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  • Nietzsche’s Case: Philosophy as/and Literature
  • Jeff Mitchell
Nietzsche’s Case: Philosophy as/and Literature, by Bernd Magnus, Jean-Pierre Mileur and Stanley Stewart; 284 pp. New York: Routledge, Chapman & Hall, 1993, $16.95.

In their “Pre(post)faces,” which open and conclude Nietzsche’s Case, the authors explain that the essay was primarily motivated by a problem they perceived in English-speaking Nietzsche criticism. Critical discussion of Nietzsche has suffered, they argue, from institutionalized “mutual shunning” which creates a neat divide between literary and philosophical discourses. From within the safety of their professional keep, philosophers have generally adjudged literary treatments of Nietzsche’s writings negatively, assigning them a place on a scale ranging from “inaccurate” to “inept.” Viewed from the walls surrounding the literary stronghold, philosophical analyzes of Nietzsche have appeared naive and/or uninteresting. The authors assert that especially in the case of Nietzsche this turf mentality in the humanities has impoverished our cultural imagination, since he presents us with a sort of writing which defies mutually exclusive pigeon-holing as either philosophical or literary.

Philosophy, the authors maintain, arises “out of the possibilities of idealization” (p. 138). Literary criticism, on the other hand, is “based on the possibilities of textualization” (p. 138). Philosophers studying Nietzsche tend to look for coherent meaning and, even more importantly, for logical rigor, whereas literary critics generally read “for novel new ideas, new insights, for fractures, fissures, and ambiguities in Nietzsche’s texts, for opportunities or connections missed” (p. 4). Nietzsche’s Case is an experiment in genre-mixing, [End Page 164] incorporating as it does all of these concerns into its critical perspective. The authors argue that Nietzsche’s work demands such criticism since his texts are informed by a conceptual rigor whose logic involves exploitation of the literary and rhetorical possibilities of the written word.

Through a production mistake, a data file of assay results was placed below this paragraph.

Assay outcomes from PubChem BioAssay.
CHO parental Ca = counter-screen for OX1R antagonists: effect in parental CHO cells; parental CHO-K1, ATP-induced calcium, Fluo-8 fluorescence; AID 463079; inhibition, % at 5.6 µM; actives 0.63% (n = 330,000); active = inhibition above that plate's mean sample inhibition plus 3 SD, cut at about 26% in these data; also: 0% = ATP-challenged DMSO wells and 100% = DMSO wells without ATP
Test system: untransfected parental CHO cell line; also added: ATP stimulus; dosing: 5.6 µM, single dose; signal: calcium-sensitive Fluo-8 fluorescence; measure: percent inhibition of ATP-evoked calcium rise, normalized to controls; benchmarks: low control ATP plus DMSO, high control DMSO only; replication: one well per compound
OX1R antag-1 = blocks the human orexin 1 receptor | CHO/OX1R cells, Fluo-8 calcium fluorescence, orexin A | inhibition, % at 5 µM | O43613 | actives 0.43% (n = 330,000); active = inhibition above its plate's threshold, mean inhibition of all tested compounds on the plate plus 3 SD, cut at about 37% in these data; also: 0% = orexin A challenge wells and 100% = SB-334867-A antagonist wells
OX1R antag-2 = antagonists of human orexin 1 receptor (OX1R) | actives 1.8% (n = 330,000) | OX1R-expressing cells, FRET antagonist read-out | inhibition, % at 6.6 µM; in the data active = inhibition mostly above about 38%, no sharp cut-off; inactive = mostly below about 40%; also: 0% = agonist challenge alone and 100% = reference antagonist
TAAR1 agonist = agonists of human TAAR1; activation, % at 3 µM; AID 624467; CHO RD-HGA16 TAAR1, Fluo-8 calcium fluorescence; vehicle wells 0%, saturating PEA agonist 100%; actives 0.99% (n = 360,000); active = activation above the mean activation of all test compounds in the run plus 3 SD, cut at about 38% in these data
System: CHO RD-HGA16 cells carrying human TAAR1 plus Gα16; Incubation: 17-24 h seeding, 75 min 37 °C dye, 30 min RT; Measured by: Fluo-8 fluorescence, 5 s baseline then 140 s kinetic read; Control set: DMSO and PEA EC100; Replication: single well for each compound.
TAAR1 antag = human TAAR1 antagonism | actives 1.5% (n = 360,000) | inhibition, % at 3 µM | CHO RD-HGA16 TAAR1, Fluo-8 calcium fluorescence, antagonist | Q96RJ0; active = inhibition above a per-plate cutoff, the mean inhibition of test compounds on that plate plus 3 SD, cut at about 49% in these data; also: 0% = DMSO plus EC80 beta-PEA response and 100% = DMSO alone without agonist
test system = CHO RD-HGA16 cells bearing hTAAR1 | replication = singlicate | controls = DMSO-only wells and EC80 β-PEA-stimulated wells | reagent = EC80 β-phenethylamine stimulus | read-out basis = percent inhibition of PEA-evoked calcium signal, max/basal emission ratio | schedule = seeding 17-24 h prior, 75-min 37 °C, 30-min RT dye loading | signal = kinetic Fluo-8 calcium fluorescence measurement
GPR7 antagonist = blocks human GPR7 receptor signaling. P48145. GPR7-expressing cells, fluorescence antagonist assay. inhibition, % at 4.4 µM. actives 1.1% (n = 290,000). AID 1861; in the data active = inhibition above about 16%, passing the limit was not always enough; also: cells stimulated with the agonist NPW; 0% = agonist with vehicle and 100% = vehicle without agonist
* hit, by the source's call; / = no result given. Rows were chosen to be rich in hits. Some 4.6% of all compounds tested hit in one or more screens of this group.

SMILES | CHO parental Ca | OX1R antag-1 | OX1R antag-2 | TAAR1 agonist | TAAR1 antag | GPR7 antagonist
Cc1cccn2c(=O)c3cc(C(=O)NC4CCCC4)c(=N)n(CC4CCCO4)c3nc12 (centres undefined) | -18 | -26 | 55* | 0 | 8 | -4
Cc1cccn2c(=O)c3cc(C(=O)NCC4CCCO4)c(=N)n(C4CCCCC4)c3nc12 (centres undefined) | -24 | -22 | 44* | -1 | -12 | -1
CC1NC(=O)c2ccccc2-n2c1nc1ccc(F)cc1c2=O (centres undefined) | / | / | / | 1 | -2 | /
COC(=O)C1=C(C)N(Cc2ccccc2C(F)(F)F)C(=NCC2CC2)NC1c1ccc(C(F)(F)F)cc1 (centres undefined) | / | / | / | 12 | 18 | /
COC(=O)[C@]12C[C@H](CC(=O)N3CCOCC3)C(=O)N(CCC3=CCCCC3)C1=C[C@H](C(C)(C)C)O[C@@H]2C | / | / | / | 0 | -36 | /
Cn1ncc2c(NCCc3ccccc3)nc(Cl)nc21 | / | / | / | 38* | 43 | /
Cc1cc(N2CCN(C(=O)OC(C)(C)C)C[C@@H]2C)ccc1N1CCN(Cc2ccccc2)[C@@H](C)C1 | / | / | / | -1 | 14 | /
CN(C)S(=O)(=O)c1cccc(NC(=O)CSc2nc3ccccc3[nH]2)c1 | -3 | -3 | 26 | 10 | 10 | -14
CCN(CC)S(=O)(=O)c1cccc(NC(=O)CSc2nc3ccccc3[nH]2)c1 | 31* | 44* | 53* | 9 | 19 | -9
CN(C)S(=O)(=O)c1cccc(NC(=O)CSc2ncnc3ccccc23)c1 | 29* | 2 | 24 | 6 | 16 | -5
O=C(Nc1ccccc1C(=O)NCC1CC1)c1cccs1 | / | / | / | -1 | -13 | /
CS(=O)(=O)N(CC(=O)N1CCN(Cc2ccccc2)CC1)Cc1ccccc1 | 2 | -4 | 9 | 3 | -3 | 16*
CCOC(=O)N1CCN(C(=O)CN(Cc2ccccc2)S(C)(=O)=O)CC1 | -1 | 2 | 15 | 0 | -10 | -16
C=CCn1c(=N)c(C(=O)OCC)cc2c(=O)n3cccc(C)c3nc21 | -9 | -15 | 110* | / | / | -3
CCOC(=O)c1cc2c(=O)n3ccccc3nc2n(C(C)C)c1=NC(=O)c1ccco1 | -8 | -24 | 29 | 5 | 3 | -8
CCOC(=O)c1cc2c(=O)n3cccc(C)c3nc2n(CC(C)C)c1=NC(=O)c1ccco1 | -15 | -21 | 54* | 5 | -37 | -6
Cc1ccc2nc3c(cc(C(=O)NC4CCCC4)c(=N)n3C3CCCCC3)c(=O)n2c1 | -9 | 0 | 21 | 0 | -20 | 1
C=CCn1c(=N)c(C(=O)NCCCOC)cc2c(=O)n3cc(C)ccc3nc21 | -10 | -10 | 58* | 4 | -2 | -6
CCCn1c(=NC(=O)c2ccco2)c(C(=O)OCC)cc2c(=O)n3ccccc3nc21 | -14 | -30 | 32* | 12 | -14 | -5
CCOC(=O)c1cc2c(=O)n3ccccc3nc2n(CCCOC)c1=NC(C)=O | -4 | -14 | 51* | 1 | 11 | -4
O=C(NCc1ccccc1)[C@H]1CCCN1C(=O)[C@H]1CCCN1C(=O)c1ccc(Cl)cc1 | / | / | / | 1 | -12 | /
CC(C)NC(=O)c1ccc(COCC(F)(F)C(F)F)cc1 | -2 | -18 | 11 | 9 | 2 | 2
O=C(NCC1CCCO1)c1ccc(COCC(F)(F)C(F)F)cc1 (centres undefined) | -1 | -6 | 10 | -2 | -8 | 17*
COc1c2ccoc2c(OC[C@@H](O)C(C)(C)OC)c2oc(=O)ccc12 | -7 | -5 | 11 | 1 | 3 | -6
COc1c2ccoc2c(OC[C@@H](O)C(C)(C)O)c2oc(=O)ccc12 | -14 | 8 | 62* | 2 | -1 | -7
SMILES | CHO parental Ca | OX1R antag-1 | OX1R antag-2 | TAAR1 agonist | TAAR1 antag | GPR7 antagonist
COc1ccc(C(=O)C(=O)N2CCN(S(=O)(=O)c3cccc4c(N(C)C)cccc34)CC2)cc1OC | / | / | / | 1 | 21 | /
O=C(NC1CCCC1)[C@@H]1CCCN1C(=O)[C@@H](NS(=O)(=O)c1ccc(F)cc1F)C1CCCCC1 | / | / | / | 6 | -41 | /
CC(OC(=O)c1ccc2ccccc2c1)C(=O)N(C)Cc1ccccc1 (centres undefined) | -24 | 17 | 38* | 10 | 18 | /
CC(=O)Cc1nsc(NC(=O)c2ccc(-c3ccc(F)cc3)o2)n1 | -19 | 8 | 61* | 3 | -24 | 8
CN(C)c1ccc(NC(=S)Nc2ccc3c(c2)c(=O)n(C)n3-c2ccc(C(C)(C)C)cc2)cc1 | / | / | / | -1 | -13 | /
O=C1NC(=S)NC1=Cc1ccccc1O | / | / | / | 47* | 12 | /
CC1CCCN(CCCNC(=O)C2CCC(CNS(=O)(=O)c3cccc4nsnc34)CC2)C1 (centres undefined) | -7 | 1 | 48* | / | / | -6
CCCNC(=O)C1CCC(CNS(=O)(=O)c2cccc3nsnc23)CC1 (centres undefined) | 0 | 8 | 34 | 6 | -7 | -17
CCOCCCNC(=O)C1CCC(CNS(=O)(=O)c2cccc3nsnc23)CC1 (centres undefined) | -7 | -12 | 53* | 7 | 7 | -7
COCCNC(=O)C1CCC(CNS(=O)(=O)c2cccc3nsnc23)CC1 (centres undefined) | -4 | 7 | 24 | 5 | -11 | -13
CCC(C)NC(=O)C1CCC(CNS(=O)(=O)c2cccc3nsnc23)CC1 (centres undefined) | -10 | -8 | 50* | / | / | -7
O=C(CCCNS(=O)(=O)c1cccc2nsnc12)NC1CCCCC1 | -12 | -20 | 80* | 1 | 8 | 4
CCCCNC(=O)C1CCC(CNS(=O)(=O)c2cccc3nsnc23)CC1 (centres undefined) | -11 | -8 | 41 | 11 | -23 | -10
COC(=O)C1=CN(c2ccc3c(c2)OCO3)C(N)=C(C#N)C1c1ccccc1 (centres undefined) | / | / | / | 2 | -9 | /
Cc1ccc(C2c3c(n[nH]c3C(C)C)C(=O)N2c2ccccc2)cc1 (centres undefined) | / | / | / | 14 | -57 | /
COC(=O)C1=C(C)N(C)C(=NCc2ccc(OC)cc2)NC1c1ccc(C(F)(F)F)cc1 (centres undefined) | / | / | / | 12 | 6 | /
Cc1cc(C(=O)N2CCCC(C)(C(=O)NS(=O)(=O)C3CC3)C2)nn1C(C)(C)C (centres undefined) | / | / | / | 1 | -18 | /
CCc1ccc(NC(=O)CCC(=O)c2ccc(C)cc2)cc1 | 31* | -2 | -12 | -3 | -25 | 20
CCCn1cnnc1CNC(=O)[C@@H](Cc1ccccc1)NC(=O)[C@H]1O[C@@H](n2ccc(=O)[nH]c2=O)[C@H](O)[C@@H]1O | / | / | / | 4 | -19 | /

The book’s project—undertaken, appropriately enough, by a philosopher (Magnus) and two literary theorists (Mileur and Stewart)—sets out to establish a new mode of criticism by carefully tracing the ways in which Nietzsche’s texts exceed traditional boundaries. The book’s extended argument aims at showing that Nietzsche’s transgression of hoary epistemic borders was directly motivated by his own genealogy of Western knowledge. “I, Plato, am the truth”—Nietzsche’s quip from the Twilight of the Idols ironically exposes the philosophical will to truth, and it is this claim to be primarily concerned with truth that the authors say can be seen “with only slight exaggeration,” as “the founding gesture of philosophy as it has been delivered over to us (p. 4). They helpfully recall that part of Nietzsche’s genealogy which traces the origins of philosophy to religion and the priestly caste. Claims to the possession of knowledge were tied very early on to priestly strategies of asceticism and social domination, which cleverly highlighted the salvational nature of “true” knowledge as well as the discipline and self-renunciation required to attain it. On Nietzsche’s analysis, the dedication of philosophers to truth for truth’s sake and the supposedly disinterested character of their ideas and observations are the descendants of priestly asceticism.

Magnus, Mileur and Stewart suggest that the philosophers’ assumption of a wholly objective and definitive access to truth was a pipedream, and that it helped seduce philosophers into a blindness vis-à-vis the interested and personal nature of their own theories, the textuality of their interpretations of world and humankind. If one grants this thesis, then the self-evident contemporary division between philosophy and literary criticism becomes, effectively, much less self-evident.

The book’s originality and strength comes out best in the detailed analyses to which the authors’ new critical mode gives rise. In addition to displaying an impressive command of the enormous secondary literature on Nietzsche, the research team draws a series of novel and interesting comparisons between Nietzsche’s texts and texts from the English Renaissance and Romantic periods. Their emphasis on understanding the rhetorical aspects of Nietzsche’s writing—such as his continual use of hyperbole—should prove to be a genuine resource in interpreting his writings in the future. By pointing out and investigating the various rhetorical devices Nietzsche employs, they...

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pp. 164-165
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